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Eleventh-hour Replacement Bezuidenhout Dazzles


Kristian Bezuidenhout (file photo)
Kristian Bezuidenhout (file photo)

Rarely, one would imagine, are the words “harpsichordist” and “emergency” uttered in the same sentence, but there was probably a lot of such talk going on last Friday for the organizers of the Boston Early Music Festival. Scheduled recitalist Kenneth Weiss cancelled unexpectedly, leaving last night’s Festival Concert at Jordan Hall vacant. Fortunately, accomplished early keyboardist Kristian Bezuidenhout stepped in, replete with the cool-headed confidence and flawless technical prowess one craves in such a crisis. Bezuidenhout’s French-inflected program of Louis Couperin, Froberger, Handel and Bach left few notes on the harpsichord untouched, but made time for introspection along the way.

The harpsichord of choice was a French double by D. Jacques Way, after Hemsch. Its gentle greens and golds and bucolic lid painting brought peace and relaxation to those audience members who, for instance, may have been surprised to find Storrow Drive closed 15 minutes before the concert began. The sound was warm and full, particularly in the tenor range, where each pluck had a pleasant lute-like twang. That richness suited the repertoire well, as Couperin and Froberger were heavily influenced by the French lutenists’ manner of rolling chords in a so-called “broken style.” In slow movements like Couperin’s Allemande and Sarabande, Bezuidenhout reflected this tradition with his languorous, resonant touch, allowing each “broken” chord to fade away naturally. By loosening the rhythm of the dance, he focused attention on the individual contours of the melodic line, with its many florid twists and turns.

The smooth, free-flowing Sarabande of Froberger received similar treatment, creating an exciting contrast with the fun, surprising, rhythmically rigid Courante. When repeating a section of a dance, Bezuidenhout typically refrained from elaborate ornamental variations, but instead would articulate some phrase in a spicier or more daring way. Froberger’s typically mystical harmonic mischief led to some temperament-bending chords in the Courante; as in the encore piece, Bach’s Allemande from the D Major partita, Bezuidenhout enjoyed torturing the audience, by relishing in a cluster of dissonant notes, or by saving a poignant resolution for the last possible second. It was musical sadism at its finest.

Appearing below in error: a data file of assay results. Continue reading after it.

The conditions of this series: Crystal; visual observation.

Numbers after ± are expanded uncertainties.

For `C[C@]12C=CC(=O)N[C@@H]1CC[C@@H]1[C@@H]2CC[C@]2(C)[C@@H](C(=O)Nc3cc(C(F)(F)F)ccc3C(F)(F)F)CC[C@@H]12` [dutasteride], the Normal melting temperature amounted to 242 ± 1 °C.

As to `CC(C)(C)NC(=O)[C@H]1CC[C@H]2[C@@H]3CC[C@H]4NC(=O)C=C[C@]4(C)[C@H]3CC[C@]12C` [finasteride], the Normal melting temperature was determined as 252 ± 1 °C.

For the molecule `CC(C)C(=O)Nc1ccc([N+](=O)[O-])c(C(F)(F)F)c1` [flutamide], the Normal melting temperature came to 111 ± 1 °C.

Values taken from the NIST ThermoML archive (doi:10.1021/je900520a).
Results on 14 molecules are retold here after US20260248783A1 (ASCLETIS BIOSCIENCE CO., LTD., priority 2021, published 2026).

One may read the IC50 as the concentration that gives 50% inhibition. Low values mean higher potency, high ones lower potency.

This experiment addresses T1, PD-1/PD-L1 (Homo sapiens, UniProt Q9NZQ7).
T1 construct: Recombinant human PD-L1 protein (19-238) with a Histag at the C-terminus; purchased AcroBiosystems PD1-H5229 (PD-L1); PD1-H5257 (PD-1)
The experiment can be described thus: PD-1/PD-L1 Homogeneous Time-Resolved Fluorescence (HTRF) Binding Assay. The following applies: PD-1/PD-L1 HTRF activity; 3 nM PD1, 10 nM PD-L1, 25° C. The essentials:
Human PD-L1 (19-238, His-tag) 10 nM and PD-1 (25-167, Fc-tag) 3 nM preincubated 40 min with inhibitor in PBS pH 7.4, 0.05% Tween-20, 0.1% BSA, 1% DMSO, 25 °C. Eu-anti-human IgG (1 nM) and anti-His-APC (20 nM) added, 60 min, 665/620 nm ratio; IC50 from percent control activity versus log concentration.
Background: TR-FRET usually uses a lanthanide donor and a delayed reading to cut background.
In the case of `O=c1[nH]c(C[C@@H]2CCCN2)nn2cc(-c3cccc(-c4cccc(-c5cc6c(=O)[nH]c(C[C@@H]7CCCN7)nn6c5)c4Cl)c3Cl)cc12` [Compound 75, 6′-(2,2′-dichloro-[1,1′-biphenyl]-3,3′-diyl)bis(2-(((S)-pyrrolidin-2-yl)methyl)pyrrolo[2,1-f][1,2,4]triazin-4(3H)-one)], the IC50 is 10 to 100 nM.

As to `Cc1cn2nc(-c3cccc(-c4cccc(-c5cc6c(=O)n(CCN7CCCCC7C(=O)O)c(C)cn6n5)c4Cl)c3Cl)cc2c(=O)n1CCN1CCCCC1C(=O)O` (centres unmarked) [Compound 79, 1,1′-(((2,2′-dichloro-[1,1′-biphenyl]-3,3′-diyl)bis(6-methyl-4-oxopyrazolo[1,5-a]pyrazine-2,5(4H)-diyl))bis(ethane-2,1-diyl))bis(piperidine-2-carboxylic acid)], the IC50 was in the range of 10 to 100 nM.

Though Jordan Hall responded beautifully to his smooth, indulgent approach in slow movements, there were moments when Bezuidenhout’s legato playing felt lacking for contrast. Particularly in slow movements, chords were generally rolled pre-beat and at much the same speed, rendering the bass line somewhat fuzzy and inarticulate. In faster movements, the rhythm was crystal clear, yet the phrasing could then lack variety, in its occasional inattention to space between cadences or to shaping the bass line. Overall, if some of the compelling freedom in the right hand had been transferred to the left, the feel of the dance could have come across more successfully.

The three Handel selections could similarly have benefited from more structure in the bass, although Bezuidenhout certainly channeled the dance in the Courante from the 11th Suite, which sounded much like the earliest known precursor to disco. Bezuidenhout’s technique shone in the Aria and Variations, where paired groupings of notes gave a nice lilt to the former, and astounding virtuosity enlivened the latter, which grew gradually more bravura and ridiculous as the evening continued. Bezuidenhout’s day job as virtuoso fortepianist was evident here; his usual legato approach allowed for some shocking contrasts when he would let loose and whack a particularly gargantuan chord.

The final work was Bach’s Partita in D Minor for solo violin as transcribed by Lars Ulrik Mortensen; the work was quite effective on the harpsichord, and the bombastic, energetic arrangement had plenty for lovers of good and poor taste alike. The real highlight was the nigh-interminable monster of a chaconne that closes the work. Here, Bezuidenhout drew the most color out of the instrument, using every possible combination of keyboards, and employing the upper set of strings for long stretches. Whether he missed a note in the final movement is beyond this reviewer, as I stopped counting correct ones in the low ten thousands, and Bezuidenhout seemed quite content to let them fly by at incredible speeds. The wild ovation from the crowd confirmed that they were counting as well, though, and were equally impressed with the tally.

Bezuidenhout can certainly create a compelling sound world, and knows how to disrupt it in an instant for dramatic effect—a harmony change, a kink in the temperament, or a dissonant leap in the melody. His attention to melodic detail is superb, even if it occasionally comes at the expense of clarity in the bass. Called in at the last minute and still looking about as calm as could be, Bezuidenhout confirmed that he’s just the right harpsichordist in an emergency—or just in case one should ever need a compellingly musical keyboardist with rock-solid technique.

Jacob Street is an organist and harpsichordist who received his Master’s from Oberlin Conservatory in 2012.  While at Oberlin, Jacob was awarded the $10,000 Rubin Prize for Music Criticism.

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1 Comment [leave a civil comment (others will be removed) and please disclose relevant affiliations]

  1. Wish I’d been there, but reading this review was almost as much fun. Well done, Squire.

    Comment by Geoff Wieting — June 13, 2013 at 1:09 pm

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